- “Json Streaming Parser” available from the Arduino Library Manager (or here)
- https://github.com/LilyGO/TTGO-Epape-T5-V1.8/tree/master/epa2in13-demo Even though the code is not packaged as a true library, you can just copy it under your libraries directory and include it.
Step 6: Configure the Software
There are several parameters you will have to set (and a few you may want to set) in the env_config.h file, including:
- WiFi SSID and password
- NOAA station id (in other words, where are you)
- OpenWeatherMap AppID, which you will need to register for (it’s easy and free)
- OpenWeatherMap LocationID (again, where are you)
- CONFIG_USE_TPL5110, which allows you to use a T5 without a TPL5110. Instead, the software will enter deep sleep mode. The T5 board draws about 8 ma in deep sleep, so I’d only expect the battery to last a few days.
Step 7: How the Software Works
(You can skip this part if you don’t care.)
The goal is to wake up once a day, but since the maximum interval of the TPL5110 is only 2 hours or so, the T5 has to wake up more often. So after it downloads tide and weather data, it calculates how many of these 2 hour intervals there are between now and 4:00 am tomorrow morning. This is slightly complicated by the fact that the TPL5110 totally cuts power to the T5, which is good for the battery, but it means we lose RAM and the real-time clock. It’s like waking up every morning with amnesia. So to figure out what time it is now, it extracts it from NOAA’s HTTP header. And to remember how many 2-hour intervals there are remaining, it writes that counter to non-volatile storage (flash). Every time it wakes up, it checks that counter, decrements it, stores it, and if it greater than zero, it immediately sends a signal to the TPL51110 (“Done”) telling it to put it to sleep. When the counter hits zero, the code downloads new data, and recalculates and resets the counter.
Step 8: Run It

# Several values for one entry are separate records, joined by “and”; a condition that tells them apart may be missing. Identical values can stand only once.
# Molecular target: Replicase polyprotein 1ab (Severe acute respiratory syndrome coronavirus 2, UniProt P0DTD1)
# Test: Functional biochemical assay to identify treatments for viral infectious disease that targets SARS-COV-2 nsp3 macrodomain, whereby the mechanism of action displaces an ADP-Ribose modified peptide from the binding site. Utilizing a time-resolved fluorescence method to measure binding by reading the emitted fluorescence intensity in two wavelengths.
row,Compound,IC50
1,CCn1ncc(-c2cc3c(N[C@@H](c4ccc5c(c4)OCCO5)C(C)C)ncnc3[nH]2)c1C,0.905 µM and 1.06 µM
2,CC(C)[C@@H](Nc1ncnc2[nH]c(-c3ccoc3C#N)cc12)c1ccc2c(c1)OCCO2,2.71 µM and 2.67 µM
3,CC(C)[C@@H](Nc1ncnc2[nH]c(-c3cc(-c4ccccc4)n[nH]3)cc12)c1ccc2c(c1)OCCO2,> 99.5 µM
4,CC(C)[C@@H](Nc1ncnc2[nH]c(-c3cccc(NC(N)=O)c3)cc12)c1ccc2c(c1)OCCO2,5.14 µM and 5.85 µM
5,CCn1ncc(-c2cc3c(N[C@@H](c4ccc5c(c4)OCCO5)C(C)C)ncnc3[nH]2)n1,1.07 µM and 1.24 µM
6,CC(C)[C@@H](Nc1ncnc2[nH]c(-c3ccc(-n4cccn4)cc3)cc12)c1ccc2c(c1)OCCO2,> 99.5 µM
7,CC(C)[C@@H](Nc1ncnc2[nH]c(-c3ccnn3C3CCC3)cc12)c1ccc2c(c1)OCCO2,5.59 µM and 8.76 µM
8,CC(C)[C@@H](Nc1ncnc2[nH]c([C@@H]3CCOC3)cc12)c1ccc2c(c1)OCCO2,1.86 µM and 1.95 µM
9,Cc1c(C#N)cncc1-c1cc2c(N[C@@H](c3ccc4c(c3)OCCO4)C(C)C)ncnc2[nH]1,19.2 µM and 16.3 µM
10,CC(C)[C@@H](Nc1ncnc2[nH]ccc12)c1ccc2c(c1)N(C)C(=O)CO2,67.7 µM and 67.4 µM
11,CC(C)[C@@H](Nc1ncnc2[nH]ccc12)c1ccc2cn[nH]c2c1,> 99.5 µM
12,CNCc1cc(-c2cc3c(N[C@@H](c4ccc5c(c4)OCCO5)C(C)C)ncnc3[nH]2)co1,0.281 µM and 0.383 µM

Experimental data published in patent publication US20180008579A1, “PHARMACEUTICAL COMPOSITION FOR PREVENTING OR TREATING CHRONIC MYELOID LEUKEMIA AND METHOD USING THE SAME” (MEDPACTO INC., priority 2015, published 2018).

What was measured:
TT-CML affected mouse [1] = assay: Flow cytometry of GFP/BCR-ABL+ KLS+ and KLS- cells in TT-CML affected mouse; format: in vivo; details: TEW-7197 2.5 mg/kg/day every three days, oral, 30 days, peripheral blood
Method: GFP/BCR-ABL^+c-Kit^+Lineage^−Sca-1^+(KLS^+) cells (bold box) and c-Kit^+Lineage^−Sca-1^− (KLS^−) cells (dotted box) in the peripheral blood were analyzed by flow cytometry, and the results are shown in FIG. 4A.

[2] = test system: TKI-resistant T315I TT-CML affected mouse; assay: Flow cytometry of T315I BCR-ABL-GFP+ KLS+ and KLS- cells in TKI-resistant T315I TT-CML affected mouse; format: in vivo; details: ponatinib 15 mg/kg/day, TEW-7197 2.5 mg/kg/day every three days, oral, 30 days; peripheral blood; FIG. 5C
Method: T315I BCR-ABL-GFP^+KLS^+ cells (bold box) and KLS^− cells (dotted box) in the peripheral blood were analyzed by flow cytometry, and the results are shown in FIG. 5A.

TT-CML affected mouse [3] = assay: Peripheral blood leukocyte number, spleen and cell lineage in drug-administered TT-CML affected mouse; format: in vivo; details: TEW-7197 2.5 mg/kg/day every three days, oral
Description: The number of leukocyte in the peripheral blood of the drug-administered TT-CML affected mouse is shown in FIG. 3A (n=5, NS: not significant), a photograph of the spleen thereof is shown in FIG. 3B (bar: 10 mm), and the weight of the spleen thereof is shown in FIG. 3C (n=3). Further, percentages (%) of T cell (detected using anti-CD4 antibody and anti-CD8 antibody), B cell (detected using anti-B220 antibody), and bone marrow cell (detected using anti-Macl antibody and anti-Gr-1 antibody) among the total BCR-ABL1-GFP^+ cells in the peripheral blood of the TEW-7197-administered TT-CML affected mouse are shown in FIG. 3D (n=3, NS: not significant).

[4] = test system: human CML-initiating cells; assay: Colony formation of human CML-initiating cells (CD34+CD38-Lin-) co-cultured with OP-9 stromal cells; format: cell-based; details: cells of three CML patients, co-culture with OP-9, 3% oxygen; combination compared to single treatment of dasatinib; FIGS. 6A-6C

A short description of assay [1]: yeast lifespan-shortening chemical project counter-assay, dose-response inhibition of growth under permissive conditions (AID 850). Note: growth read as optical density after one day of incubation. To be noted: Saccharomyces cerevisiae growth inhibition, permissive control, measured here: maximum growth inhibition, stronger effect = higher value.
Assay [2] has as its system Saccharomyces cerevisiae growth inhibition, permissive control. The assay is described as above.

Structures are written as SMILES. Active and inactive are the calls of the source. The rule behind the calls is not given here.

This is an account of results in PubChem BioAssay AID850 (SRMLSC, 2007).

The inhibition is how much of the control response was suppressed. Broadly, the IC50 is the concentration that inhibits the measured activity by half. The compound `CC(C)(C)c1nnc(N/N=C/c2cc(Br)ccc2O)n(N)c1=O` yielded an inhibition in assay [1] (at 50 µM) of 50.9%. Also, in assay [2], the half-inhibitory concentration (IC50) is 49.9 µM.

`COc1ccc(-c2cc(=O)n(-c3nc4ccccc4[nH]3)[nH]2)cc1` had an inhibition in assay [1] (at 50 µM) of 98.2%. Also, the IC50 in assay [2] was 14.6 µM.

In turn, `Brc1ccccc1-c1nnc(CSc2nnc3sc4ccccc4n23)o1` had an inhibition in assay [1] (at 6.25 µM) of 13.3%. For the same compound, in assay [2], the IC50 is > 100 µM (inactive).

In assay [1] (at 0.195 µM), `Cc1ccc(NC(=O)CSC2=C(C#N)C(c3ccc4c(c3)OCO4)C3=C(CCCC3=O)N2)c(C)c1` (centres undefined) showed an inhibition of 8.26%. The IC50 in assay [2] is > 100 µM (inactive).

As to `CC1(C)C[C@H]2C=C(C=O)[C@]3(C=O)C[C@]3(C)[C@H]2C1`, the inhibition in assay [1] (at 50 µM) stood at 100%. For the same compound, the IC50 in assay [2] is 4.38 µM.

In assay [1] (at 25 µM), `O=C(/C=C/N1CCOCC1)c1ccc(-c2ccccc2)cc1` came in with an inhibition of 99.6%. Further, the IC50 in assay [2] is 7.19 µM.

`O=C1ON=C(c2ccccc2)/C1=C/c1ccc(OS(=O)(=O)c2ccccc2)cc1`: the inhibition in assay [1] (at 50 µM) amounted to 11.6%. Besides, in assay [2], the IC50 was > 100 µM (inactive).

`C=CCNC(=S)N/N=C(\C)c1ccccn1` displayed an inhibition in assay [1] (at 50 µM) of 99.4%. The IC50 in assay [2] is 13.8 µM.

Make sure the switch on the left side of the T5 is in the up (on) position, upload the sketch to the T5, and within a few seconds the screen should update with tide and weather info.
If you need to debug the software, change the “#define DEBUG 0” at the top of Tides.ino to “#define DEBUG 1”. This will turn on serial debug output, and also display at the bottom of the e-paper the number of restarts remaining before it downloads new data, and the time it last downloaded data.
Step 9: Future Directions
- The use of the TPL5110 combined with an e-paper display is a great way to display any data that does not change often, with excellent battery life.
- When I was designing this, I considered using the TrigBoard, which is an ESP8266 board with a TPL5111 on board. It would have required getting a separate e-paper display and e-paper driver board like this or this. Or a driver+board combo like this or this. To port the code to ESP8266, I think the SSL code will have to use fingerprints instead of certificates, and the non-volatile storage code will need to use EEPROM or RTC memory.
- I recently heard that the Lolin32 board is pretty decent in deep sleep mode : about 100uA. Not as good as the TPL51110 board (20uA according to Adafruit) but good enough.
- OpenWeatherMap returns a lot more weather data than I am displaying. Including icon ids, which would require finding monochrome icons somewhere.
Source: Tide and Weather Clock